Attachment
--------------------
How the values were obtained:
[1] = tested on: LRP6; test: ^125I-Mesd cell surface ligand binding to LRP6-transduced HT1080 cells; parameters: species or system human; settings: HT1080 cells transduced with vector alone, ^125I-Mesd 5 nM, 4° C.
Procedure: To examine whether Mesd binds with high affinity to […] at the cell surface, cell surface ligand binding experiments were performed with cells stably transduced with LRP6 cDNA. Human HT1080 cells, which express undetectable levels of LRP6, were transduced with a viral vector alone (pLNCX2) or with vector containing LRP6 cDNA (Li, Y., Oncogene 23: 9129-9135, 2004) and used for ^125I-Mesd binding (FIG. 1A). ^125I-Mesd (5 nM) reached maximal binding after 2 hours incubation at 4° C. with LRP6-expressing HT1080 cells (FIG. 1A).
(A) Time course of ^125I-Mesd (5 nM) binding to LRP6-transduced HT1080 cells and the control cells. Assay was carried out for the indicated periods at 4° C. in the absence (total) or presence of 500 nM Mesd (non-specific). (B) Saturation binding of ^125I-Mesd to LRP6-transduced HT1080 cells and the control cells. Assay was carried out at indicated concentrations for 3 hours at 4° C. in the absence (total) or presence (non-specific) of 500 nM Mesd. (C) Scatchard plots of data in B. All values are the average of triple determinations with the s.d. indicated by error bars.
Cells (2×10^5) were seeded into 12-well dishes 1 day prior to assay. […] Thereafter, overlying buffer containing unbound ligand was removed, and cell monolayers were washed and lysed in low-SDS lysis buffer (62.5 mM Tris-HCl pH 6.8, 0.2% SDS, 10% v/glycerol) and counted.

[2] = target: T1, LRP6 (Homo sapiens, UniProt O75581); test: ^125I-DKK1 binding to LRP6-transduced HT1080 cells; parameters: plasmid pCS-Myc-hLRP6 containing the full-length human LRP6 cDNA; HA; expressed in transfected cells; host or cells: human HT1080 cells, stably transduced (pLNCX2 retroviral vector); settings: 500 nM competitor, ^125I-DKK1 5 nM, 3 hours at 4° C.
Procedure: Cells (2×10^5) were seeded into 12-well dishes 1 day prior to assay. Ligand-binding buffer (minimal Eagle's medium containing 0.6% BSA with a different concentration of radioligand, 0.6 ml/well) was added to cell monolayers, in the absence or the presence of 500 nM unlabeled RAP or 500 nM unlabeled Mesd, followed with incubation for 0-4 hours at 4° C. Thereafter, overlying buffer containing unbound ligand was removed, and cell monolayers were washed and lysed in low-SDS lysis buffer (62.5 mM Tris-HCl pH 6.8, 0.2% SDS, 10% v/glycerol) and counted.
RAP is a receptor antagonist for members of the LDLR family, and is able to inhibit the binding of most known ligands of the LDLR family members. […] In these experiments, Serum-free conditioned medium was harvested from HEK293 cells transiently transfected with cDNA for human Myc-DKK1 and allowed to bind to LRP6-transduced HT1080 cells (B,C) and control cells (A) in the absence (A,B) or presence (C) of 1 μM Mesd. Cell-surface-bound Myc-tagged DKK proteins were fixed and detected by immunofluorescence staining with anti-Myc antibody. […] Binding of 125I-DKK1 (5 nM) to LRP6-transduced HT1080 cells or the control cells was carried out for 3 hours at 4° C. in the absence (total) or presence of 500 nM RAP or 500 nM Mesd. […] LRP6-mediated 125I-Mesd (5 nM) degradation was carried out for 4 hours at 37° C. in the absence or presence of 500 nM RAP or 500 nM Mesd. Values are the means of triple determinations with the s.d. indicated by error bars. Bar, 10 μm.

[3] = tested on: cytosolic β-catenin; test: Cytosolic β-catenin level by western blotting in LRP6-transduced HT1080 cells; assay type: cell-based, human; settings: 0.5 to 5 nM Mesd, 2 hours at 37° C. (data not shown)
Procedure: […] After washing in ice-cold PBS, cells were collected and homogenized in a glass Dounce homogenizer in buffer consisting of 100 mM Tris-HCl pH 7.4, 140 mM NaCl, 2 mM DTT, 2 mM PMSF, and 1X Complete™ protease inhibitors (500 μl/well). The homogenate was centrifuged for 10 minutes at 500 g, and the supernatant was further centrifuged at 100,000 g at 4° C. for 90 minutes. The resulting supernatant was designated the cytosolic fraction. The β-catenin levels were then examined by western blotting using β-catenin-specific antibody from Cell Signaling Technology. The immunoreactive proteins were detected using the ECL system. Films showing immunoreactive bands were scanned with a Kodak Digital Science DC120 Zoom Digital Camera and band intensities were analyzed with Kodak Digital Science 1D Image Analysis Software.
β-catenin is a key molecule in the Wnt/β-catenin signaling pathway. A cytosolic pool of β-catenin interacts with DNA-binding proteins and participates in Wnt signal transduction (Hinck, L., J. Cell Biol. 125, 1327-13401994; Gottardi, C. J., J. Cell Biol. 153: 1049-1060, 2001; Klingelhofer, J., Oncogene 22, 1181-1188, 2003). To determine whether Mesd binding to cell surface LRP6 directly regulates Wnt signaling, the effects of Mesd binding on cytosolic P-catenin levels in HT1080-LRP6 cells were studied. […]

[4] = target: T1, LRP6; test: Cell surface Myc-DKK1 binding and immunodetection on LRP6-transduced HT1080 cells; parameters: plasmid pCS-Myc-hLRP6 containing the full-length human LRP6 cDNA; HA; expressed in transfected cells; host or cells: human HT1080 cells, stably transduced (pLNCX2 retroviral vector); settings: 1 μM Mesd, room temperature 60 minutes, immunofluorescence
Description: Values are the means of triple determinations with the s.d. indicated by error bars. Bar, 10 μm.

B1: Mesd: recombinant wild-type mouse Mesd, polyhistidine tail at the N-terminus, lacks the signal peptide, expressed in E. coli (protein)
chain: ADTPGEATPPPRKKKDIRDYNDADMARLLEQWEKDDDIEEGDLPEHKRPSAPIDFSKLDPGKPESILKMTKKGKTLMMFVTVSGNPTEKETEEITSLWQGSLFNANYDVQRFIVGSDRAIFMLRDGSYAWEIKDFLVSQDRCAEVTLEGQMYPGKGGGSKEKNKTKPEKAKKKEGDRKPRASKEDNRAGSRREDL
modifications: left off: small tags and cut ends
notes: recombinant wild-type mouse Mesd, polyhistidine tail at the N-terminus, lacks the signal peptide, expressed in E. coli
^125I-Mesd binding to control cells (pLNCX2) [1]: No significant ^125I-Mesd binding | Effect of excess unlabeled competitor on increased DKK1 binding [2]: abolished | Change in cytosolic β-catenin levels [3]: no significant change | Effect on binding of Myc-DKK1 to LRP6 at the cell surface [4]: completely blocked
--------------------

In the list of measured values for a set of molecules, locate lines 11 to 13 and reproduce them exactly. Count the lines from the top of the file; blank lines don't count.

β-catenin is a key molecule in the Wnt/β-catenin signaling pathway. A cytosolic pool of β-catenin interacts with DNA-binding proteins and participates in Wnt signal transduction (Hinck, L., J. Cell Biol. 125, 1327-13401994; Gottardi, C. J., J. Cell Biol. 153: 1049-1060, 2001; Klingelhofer, J., Oncogene 22, 1181-1188, 2003). To determine whether Mesd binding to cell surface LRP6 directly regulates Wnt signaling, the effects of Mesd binding on cytosolic P-catenin levels in HT1080-LRP6 cells were studied. […]

[4] = target: T1, LRP6; test: Cell surface Myc-DKK1 binding and immunodetection on LRP6-transduced HT1080 cells; parameters: plasmid pCS-Myc-hLRP6 containing the full-length human LRP6 cDNA; HA; expressed in transfected cells; host or cells: human HT1080 cells, stably transduced (pLNCX2 retroviral vector); settings: 1 μM Mesd, room temperature 60 minutes, immunofluorescence
Description: Values are the means of triple determinations with the s.d. indicated by error bars. Bar, 10 μm.